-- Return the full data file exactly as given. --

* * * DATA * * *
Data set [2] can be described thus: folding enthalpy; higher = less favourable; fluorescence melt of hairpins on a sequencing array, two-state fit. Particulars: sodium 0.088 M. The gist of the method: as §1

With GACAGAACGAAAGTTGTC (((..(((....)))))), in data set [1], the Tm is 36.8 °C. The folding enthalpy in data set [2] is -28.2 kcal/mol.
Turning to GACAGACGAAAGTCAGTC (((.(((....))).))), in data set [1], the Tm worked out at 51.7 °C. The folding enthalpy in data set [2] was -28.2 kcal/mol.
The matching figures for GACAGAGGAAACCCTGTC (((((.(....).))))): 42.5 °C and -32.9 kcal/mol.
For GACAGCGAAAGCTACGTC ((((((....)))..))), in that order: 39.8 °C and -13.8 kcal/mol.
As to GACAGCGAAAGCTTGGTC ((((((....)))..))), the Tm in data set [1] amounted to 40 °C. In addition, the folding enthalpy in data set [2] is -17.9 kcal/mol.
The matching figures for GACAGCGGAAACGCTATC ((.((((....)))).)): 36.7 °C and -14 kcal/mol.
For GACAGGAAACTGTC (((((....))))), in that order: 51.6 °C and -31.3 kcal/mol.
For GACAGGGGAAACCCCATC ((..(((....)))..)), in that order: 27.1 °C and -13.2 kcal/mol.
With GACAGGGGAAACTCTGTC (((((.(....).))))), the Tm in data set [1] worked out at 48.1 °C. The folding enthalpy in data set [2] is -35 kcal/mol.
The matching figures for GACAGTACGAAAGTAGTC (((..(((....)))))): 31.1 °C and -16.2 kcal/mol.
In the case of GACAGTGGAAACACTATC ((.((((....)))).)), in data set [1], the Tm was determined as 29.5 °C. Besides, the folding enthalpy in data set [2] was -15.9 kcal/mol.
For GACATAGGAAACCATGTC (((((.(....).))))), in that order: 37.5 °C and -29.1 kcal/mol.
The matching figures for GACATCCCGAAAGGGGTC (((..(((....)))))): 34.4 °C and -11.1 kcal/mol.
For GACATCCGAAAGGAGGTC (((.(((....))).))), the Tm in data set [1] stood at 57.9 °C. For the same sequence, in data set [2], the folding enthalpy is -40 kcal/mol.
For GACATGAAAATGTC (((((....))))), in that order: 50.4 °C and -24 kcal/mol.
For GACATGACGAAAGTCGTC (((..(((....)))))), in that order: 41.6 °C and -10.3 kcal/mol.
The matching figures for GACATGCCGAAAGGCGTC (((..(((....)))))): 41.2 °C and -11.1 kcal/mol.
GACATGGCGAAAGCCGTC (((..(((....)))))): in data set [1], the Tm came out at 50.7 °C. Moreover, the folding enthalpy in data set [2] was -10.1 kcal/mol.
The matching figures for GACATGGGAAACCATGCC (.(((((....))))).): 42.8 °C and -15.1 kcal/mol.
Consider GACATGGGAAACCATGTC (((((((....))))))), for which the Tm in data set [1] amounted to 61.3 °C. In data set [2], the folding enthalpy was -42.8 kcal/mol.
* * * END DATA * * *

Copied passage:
Data set [2] can be described thus: folding enthalpy; higher = less favourable; fluorescence melt of hairpins on a sequencing array, two-state fit. Particulars: sodium 0.088 M. The gist of the method: as §1

With GACAGAACGAAAGTTGTC (((..(((....)))))), in data set [1], the Tm is 36.8 °C. The folding enthalpy in data set [2] is -28.2 kcal/mol.
Turning to GACAGACGAAAGTCAGTC (((.(((....))).))), in data set [1], the Tm worked out at 51.7 °C. The folding enthalpy in data set [2] was -28.2 kcal/mol.
The matching figures for GACAGAGGAAACCCTGTC (((((.(....).))))): 42.5 °C and -32.9 kcal/mol.
For GACAGCGAAAGCTACGTC ((((((....)))..))), in that order: 39.8 °C and -13.8 kcal/mol.
As to GACAGCGAAAGCTTGGTC ((((((....)))..))), the Tm in data set [1] amounted to 40 °C. In addition, the folding enthalpy in data set [2] is -17.9 kcal/mol.
The matching figures for GACAGCGGAAACGCTATC ((.((((....)))).)): 36.7 °C and -14 kcal/mol.
For GACAGGAAACTGTC (((((....))))), in that order: 51.6 °C and -31.3 kcal/mol.
For GACAGGGGAAACCCCATC ((..(((....)))..)), in that order: 27.1 °C and -13.2 kcal/mol.
With GACAGGGGAAACTCTGTC (((((.(....).))))), the Tm in data set [1] worked out at 48.1 °C. The folding enthalpy in data set [2] is -35 kcal/mol.
The matching figures for GACAGTACGAAAGTAGTC (((..(((....)))))): 31.1 °C and -16.2 kcal/mol.
In the case of GACAGTGGAAACACTATC ((.((((....)))).)), in data set [1], the Tm was determined as 29.5 °C. Besides, the folding enthalpy in data set [2] was -15.9 kcal/mol.
For GACATAGGAAACCATGTC (((((.(....).))))), in that order: 37.5 °C and -29.1 kcal/mol.
The matching figures for GACATCCCGAAAGGGGTC (((..(((....)))))): 34.4 °C and -11.1 kcal/mol.
For GACATCCGAAAGGAGGTC (((.(((....))).))), the Tm in data set [1] stood at 57.9 °C. For the same sequence, in data set [2], the folding enthalpy is -40 kcal/mol.
For GACATGAAAATGTC (((((....))))), in that order: 50.4 °C and -24 kcal/mol.
For GACATGACGAAAGTCGTC (((..(((....)))))), in that order: 41.6 °C and -10.3 kcal/mol.
The matching figures for GACATGCCGAAAGGCGTC (((..(((....)))))): 41.2 °C and -11.1 kcal/mol.
GACATGGCGAAAGCCGTC (((..(((....)))))): in data set [1], the Tm came out at 50.7 °C. Moreover, the folding enthalpy in data set [2] was -10.1 kcal/mol.
The matching figures for GACATGGGAAACCATGCC (.(((((....))))).): 42.8 °C and -15.1 kcal/mol.
Consider GACATGGGAAACCATGTC (((((((....))))))), for which the Tm in data set [1] amounted to 61.3 °C. In data set [2], the folding enthalpy was -42.8 kcal/mol.